CHARLOTTE, N.C. — According to the Centers for Disease Control and Prevention overdose deaths have accelerated during the coronavirus pandemic.
Chris Johnson recently recovered from his drug addiction. He said golf helped him get through it during the pandemic.
“Especially with COVID-19, at times, it was really the only thing, besides grocery shopping, where I would get out of the house,” Johnson says. “Isolation is a big part of addiction, so getting out and seeing people, socializing, as hard as that is now, was important.”
Johnson was addicted to kratom. It’s a leaf-like substance available over the counter in North Carolina.
“It’s basically a plant-based opioid and very addictive,” Johnson says.
Johnson said he became so addicted that he was spending about $1,000 a month on kratom. Over three years he said that amount really added up.
“I’d say $30,000, or $20,000 to $25,000,” Johnson says. “The first year, because I wasn't using that much, but then I started using a lot more.”
His addiction impacted his personal life, and he knew he had to make a change. During the pandemic, he started taking substance abuse treatment at The Blanchard Institute. But he didn’t actually go inside the building for the course. The entire 10-week course was taken online. Johnson said he liked it that way.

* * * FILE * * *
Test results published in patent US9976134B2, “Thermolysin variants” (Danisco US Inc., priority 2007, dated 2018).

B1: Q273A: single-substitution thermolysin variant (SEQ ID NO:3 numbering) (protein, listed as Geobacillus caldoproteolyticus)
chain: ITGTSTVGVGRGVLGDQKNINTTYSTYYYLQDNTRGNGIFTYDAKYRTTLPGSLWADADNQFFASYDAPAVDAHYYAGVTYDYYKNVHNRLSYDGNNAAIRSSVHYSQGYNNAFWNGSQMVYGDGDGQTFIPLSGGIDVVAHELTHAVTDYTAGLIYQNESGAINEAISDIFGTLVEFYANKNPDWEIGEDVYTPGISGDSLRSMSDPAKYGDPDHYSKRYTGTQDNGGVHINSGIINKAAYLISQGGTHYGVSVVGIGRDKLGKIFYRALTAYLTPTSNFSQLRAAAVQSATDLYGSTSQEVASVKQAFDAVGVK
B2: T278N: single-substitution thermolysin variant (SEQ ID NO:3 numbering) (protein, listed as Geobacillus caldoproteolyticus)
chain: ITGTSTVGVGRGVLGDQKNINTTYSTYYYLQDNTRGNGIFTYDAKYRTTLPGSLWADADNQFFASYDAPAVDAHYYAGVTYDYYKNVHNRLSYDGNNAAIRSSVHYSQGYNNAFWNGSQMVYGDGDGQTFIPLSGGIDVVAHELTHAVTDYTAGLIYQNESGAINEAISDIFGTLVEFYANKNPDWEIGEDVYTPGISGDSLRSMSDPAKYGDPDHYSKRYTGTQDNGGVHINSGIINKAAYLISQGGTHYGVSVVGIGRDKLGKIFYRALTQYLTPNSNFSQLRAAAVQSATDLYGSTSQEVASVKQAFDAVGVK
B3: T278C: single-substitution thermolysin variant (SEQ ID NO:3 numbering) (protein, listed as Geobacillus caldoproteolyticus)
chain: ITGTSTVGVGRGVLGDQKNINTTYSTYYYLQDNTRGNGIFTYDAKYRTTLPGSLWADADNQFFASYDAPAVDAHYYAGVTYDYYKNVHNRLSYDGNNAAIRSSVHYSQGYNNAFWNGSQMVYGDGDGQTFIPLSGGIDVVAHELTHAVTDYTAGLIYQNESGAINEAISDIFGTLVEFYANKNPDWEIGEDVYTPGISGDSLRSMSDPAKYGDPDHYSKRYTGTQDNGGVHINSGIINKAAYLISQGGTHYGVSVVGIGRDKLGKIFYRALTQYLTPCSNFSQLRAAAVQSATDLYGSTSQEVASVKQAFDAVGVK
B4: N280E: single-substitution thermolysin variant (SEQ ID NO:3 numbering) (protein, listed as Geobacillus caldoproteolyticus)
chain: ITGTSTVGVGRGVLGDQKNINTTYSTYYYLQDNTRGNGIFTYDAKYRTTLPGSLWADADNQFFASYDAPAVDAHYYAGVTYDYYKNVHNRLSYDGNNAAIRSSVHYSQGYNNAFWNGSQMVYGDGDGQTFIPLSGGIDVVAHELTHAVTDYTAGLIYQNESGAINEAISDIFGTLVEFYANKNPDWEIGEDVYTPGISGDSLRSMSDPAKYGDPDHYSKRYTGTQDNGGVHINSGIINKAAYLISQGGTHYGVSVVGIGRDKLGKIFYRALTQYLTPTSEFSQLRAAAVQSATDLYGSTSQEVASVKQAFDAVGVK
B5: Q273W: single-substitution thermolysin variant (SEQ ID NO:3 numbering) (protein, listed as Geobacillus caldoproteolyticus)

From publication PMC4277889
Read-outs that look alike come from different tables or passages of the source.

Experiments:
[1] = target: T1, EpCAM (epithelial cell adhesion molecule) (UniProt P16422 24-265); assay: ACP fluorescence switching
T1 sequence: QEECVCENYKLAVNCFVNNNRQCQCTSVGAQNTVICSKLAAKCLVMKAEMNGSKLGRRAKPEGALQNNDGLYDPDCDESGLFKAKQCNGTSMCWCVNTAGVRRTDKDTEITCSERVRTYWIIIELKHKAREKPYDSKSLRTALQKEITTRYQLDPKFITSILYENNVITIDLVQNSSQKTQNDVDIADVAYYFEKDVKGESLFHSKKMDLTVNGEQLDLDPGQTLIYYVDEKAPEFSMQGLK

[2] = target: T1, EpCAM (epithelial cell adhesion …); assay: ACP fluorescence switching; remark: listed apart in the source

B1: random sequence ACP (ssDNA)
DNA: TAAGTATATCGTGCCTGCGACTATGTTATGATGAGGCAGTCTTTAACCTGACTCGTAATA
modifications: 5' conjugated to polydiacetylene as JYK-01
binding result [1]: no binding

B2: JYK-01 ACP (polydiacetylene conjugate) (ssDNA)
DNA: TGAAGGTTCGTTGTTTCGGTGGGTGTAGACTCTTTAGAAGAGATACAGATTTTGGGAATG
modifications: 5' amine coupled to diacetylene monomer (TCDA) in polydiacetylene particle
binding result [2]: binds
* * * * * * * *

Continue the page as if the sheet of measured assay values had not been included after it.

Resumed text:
“I think it’s been kind of an advantage not having to be in one physical location for a long period of time,” Johnson says.
The course educated him on the science of addiction. He said his family was also involved and educated too.
“It’s very helpful for them to have that support and for them to have the education,” Johnson says.
Licensed Clinical Addiction Specialist Ward Blanchard is the founder of The Blanchard Institute. He says getting help is crucial right now.
“Picking up that phone and making a phone call, whether it is to us or a therapist or whether it’s to another professional, or whether it’s even to a friend, just speak up that you need help,” Blanchard says.
The CDC reports synthetic opioids have become a major problem during the pandemic. They were the primary driver for overdose deaths. Ten states reported a 98% increase in synthetic opioid-involved deaths.
Blanchard says the U.S. did a good job of controlling opioids, but now addicts are filling their addiction in other ways.
“When there is a prescription drug flow that is cut off, that is when you start to see fentanyl start to rise and heroin,” Blanchard says. “Other drugs like kratom and other synthetic opioids start to make their way into the market.”
Johnson says he has been sober for nine months, but he knows there are a lot more people out there still struggling.
“It just gets very little attention, and I think it is something that needs to be dealt with a little more seriously,” Johnson says.
According to the National Institutes of Health, there have been multiple reports of deaths in people who ingested kratom, but most involved other substances. It’s not clear if the drug alone can cause death.